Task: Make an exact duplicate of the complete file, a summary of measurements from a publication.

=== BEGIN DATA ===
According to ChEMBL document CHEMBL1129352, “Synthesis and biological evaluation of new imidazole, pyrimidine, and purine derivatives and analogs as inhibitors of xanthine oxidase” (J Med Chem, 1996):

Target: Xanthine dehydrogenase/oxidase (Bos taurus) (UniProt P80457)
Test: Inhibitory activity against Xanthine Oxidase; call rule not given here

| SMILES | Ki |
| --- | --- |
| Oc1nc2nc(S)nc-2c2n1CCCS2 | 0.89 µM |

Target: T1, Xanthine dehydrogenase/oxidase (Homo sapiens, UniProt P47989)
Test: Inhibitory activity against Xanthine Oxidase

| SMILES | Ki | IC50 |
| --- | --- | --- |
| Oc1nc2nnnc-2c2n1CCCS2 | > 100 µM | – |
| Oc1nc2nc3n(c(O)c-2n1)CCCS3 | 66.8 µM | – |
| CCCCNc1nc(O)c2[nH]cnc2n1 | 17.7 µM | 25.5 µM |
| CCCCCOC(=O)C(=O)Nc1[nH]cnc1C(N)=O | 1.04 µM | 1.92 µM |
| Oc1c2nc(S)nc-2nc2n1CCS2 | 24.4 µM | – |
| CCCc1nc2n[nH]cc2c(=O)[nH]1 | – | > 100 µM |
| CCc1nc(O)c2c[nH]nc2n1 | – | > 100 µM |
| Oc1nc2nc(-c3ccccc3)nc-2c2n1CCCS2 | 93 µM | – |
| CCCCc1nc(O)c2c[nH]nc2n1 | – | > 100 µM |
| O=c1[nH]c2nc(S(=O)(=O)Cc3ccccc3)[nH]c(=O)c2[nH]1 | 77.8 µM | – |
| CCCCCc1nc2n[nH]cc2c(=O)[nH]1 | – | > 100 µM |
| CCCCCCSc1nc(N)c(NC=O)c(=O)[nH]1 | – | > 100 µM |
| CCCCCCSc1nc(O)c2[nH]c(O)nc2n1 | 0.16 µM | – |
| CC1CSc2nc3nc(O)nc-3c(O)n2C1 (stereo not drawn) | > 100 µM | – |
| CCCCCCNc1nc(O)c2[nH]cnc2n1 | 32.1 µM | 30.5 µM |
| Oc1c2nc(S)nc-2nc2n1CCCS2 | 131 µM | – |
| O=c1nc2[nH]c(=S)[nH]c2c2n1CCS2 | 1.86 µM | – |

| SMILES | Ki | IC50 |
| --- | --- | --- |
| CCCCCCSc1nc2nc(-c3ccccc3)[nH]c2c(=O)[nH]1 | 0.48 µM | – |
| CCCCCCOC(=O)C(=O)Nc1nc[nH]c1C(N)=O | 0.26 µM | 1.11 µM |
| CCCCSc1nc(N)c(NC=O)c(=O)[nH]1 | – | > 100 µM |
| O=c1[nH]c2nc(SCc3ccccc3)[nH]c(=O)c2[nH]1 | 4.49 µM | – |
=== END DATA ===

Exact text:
According to ChEMBL document CHEMBL1129352, “Synthesis and biological evaluation of new imidazole, pyrimidine, and purine derivatives and analogs as inhibitors of xanthine oxidase” (J Med Chem, 1996):

Target: Xanthine dehydrogenase/oxidase (Bos taurus) (UniProt P80457)
Test: Inhibitory activity against Xanthine Oxidase; call rule not given here

| SMILES | Ki |
| --- | --- |
| Oc1nc2nc(S)nc-2c2n1CCCS2 | 0.89 µM |

Target: T1, Xanthine dehydrogenase/oxidase (Homo sapiens, UniProt P47989)
Test: Inhibitory activity against Xanthine Oxidase

| SMILES | Ki | IC50 |
| --- | --- | --- |
| Oc1nc2nnnc-2c2n1CCCS2 | > 100 µM | – |
| Oc1nc2nc3n(c(O)c-2n1)CCCS3 | 66.8 µM | – |
| CCCCNc1nc(O)c2[nH]cnc2n1 | 17.7 µM | 25.5 µM |
| CCCCCOC(=O)C(=O)Nc1[nH]cnc1C(N)=O | 1.04 µM | 1.92 µM |
| Oc1c2nc(S)nc-2nc2n1CCS2 | 24.4 µM | – |
| CCCc1nc2n[nH]cc2c(=O)[nH]1 | – | > 100 µM |
| CCc1nc(O)c2c[nH]nc2n1 | – | > 100 µM |
| Oc1nc2nc(-c3ccccc3)nc-2c2n1CCCS2 | 93 µM | – |
| CCCCc1nc(O)c2c[nH]nc2n1 | – | > 100 µM |
| O=c1[nH]c2nc(S(=O)(=O)Cc3ccccc3)[nH]c(=O)c2[nH]1 | 77.8 µM | – |
| CCCCCc1nc2n[nH]cc2c(=O)[nH]1 | – | > 100 µM |
| CCCCCCSc1nc(N)c(NC=O)c(=O)[nH]1 | – | > 100 µM |
| CCCCCCSc1nc(O)c2[nH]c(O)nc2n1 | 0.16 µM | – |
| CC1CSc2nc3nc(O)nc-3c(O)n2C1 (stereo not drawn) | > 100 µM | – |
| CCCCCCNc1nc(O)c2[nH]cnc2n1 | 32.1 µM | 30.5 µM |
| Oc1c2nc(S)nc-2nc2n1CCCS2 | 131 µM | – |
| O=c1nc2[nH]c(=S)[nH]c2c2n1CCS2 | 1.86 µM | – |

| SMILES | Ki | IC50 |
| --- | --- | --- |
| CCCCCCSc1nc2nc(-c3ccccc3)[nH]c2c(=O)[nH]1 | 0.48 µM | – |
| CCCCCCOC(=O)C(=O)Nc1nc[nH]c1C(N)=O | 0.26 µM | 1.11 µM |
| CCCCSc1nc(N)c(NC=O)c(=O)[nH]1 | – | > 100 µM |
| O=c1[nH]c2nc(SCc3ccccc3)[nH]c(=O)c2[nH]1 | 4.49 µM | – |